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Thread: The Need of Accessibility

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  1. #1
    WebProWorld MVP Webnauts's Avatar
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    The Need of Accessibility

    Have a look here, if you want to find out, why accessibility is needed.

    The Need of Accessibility
    Hidden Content Forensic SEO & Social Semantic Web Consultant | My personal blog Hidden Content

  2. #2
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    Couldn't agree more with this topic so I checked webproword.com for this issue and if failed to pass...On the other hand checked the article and it passed..
    Need to get IT working on their code webprworld needs some cleaning up to come into compliance...

  3. #3
    Senior Member bj's Avatar
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    Great article!

    One thing I might add. Currently here in the US it is "recommended" that all organizations that receive federal funding of any sort follow the Section 504 guidelines, which can be met by following section 508. If past behavior is to be repeated this usually precedes a guideline being made into a requirement. Not following the accessibility guidelines could at some near future point in time cost you your federal funding, and since no one likes being "under the gun" and stressed to get something done, wouldn't it make more sense to do it now and forego that possible future threat? This is already the law in Great Britain, Austria, and probably a few other countries. It will someday be the law in the US.

    Some additional links for anyone interested:

    Bobby Accessibility Tool
    Cynthia Says Portal
    Section 508
    Refreshing Regions
    The CSS-Discuss List
    Standards/CSS Friendly Web Applications

    Just for the record, my sites came up better than most, since they meet current web standards, but I still have a bit of work to do!

  4. #4
    Senior Member DrTandem1's Avatar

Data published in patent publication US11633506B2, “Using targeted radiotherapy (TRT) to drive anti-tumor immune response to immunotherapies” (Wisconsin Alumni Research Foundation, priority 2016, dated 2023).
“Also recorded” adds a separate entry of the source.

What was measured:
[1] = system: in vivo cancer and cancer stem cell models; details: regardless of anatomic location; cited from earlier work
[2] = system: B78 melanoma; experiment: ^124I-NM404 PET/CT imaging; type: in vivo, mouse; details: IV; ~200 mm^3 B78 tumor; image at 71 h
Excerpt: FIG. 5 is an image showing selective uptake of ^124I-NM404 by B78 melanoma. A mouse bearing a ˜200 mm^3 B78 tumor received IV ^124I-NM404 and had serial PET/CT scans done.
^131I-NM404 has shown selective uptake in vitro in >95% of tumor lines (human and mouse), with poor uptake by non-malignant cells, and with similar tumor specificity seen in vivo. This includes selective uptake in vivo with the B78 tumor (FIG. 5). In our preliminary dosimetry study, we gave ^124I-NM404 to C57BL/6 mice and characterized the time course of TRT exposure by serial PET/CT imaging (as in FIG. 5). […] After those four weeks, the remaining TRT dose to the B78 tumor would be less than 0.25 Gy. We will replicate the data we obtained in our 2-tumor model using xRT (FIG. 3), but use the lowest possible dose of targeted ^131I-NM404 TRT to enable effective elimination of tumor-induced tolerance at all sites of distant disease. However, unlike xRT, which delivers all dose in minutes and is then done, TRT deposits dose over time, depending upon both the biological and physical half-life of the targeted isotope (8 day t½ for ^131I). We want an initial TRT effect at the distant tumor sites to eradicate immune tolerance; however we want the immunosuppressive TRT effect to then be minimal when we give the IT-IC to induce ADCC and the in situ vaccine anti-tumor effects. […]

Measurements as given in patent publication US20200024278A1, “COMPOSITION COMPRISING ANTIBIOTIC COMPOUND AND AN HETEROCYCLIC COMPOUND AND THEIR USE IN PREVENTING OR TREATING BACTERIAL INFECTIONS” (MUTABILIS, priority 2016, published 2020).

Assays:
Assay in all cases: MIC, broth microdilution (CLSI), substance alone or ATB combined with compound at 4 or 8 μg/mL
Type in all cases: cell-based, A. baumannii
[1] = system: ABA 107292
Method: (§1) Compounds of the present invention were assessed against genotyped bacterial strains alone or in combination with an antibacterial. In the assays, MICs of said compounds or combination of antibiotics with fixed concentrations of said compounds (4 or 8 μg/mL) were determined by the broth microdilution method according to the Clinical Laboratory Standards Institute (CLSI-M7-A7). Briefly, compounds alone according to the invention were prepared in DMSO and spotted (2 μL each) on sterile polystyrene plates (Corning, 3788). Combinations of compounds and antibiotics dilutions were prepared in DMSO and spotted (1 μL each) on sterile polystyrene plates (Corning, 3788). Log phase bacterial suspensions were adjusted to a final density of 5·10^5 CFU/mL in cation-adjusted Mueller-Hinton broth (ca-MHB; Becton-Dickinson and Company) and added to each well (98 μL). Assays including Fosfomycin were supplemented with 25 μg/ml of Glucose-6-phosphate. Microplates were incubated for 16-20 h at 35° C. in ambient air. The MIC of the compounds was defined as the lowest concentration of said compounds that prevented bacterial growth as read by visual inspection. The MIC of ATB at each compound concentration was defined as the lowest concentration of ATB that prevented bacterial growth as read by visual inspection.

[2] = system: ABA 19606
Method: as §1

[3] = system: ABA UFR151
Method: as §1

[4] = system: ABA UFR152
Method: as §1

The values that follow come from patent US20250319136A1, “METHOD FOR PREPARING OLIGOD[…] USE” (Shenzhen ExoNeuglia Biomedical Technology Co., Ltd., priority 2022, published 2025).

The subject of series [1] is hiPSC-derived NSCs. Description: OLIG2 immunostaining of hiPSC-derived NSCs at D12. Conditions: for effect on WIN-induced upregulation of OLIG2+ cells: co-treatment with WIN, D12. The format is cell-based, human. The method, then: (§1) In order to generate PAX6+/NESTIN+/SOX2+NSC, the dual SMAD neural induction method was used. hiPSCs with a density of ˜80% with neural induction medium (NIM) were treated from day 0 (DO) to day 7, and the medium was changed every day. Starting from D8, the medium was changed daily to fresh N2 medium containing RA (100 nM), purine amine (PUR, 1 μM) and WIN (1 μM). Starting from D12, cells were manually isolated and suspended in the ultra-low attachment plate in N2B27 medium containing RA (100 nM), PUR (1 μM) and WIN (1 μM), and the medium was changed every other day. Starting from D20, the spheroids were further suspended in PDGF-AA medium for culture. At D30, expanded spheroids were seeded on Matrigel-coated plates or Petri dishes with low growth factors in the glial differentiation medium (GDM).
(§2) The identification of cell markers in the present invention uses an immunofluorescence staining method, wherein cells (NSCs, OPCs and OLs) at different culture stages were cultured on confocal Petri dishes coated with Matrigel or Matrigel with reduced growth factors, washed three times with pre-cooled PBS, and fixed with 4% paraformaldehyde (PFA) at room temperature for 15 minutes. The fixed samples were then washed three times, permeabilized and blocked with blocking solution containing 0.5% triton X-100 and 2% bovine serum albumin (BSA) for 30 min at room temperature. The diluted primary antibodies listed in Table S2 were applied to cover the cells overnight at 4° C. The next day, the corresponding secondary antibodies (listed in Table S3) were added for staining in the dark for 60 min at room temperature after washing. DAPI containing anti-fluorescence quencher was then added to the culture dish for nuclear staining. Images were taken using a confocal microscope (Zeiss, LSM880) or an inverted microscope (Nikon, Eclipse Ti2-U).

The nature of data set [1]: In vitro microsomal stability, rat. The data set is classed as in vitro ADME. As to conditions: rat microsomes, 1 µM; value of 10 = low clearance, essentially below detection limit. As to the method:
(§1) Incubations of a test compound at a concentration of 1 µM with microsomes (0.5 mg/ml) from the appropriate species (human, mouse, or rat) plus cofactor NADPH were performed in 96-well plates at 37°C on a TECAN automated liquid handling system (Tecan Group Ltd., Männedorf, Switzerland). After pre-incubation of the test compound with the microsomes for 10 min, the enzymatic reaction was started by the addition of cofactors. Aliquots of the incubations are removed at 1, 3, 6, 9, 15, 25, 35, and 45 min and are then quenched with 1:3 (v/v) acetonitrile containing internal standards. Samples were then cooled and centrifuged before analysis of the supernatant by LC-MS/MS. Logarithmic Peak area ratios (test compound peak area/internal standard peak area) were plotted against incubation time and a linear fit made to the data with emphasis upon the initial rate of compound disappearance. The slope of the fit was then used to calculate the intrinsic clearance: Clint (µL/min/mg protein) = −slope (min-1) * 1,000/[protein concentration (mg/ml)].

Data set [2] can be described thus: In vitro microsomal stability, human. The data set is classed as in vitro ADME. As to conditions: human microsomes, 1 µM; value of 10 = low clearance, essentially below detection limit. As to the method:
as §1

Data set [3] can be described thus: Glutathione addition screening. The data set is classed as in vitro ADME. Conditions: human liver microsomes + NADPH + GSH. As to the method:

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    While I understand the goal of accessibility, it is not realistic. For instance, what if the person's disability is mental retardation? According to the guidelines, if the content is too difficult to comprehend for everyone, then it is inaccessible.

    In the physical world, we do similarly stupid things such as disabled parking spaces in front of gyms or bars. Why should bars even have parking lots? However, socialism is about spreading misery, not accessibility. As long as everything is inconvenient for everyone as possible, some people reason that we have an equitable society.

    Should web sites that deal with art (paintings) be forced to have their content accessible to the visually impaired? Should mountain tops be made wheelchair accessible for those who can't move their limbs?

    Obviously, if everyone had the same talents and skills, we could make equal accessibility a reality. That is not what equality is. All people are created equal in that they all have the same basic needs, not that they all achieve the same goals.

    Where we draw the lines of reason is very subjective.
    DrTandem's San Diego Web Page Design, drtandem.com

  5. #5

    Browsing from home, security settings degrade accessibility

    Just a small addition to the list of possible accessibility problems, mostly of technical nature:
    • Cookies disabled. So many online shops fail when user tries to place an order. Some are intelligent enough to notify about the problem. When shopping from security of my home, would I trust a merchant that has to stuff my computer with cookies at a cost of the order lost? Is that a secure place to buy from?
    • JavaScript. This is to add usability. If the feature is turned off in the browser for security reasons, the user should still be able to accomplish all the tasks. The http://www.national.org.nz/ is a home of one of two major political parties in New Zealand. While on the site, go to security settings in your browser, turn scripting off, refresh the page and see parts of it disappear. Very "professional"! And these guys are trying to persuade the public that they are taking our security seriously! How do I access their site from my home where my browser is secured?
    • Client side errors on. Many web developers have client side errors pop-up switched on. They are potential online customers more than anyone else. They also know that the secure sites do not have errors. Enable the client side errors notifications in your browser and try to use menu on the home page of the abovementioned website.
    • Slow connection or server. A lot has been said about that, but there is one aspect usually not mentioned. You start reading a web page, and out of sudden the text starts moving giving the space to images that keep being downloaded. Usually these poorly designed pages have plenty of images to annoy the user. Please remember that the transition of the images from your server to user's browser takes time, so let the browser know beforehand how much space to reserve for each image.